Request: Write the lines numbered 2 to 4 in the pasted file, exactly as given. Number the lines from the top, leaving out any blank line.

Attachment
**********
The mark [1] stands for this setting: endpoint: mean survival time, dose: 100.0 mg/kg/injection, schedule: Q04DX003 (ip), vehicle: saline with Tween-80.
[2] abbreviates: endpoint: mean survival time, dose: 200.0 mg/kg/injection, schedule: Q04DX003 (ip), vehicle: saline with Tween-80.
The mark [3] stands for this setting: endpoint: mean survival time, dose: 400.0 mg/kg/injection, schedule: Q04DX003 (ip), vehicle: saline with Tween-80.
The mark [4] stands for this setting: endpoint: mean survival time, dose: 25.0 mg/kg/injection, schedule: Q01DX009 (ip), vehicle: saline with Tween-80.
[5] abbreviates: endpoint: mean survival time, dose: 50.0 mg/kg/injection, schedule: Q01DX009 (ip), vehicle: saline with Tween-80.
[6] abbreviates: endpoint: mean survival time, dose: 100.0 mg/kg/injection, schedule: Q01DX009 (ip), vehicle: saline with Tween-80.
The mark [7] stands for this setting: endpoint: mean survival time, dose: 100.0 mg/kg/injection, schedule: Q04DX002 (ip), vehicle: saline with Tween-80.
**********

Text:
[2] abbreviates: endpoint: mean survival time, dose: 200.0 mg/kg/injection, schedule: Q04DX003 (ip), vehicle: saline with Tween-80.
The mark [3] stands for this setting: endpoint: mean survival time, dose: 400.0 mg/kg/injection, schedule: Q04DX003 (ip), vehicle: saline with Tween-80.
The mark [4] stands for this setting: endpoint: mean survival time, dose: 25.0 mg/kg/injection, schedule: Q01DX009 (ip), vehicle: saline with Tween-80.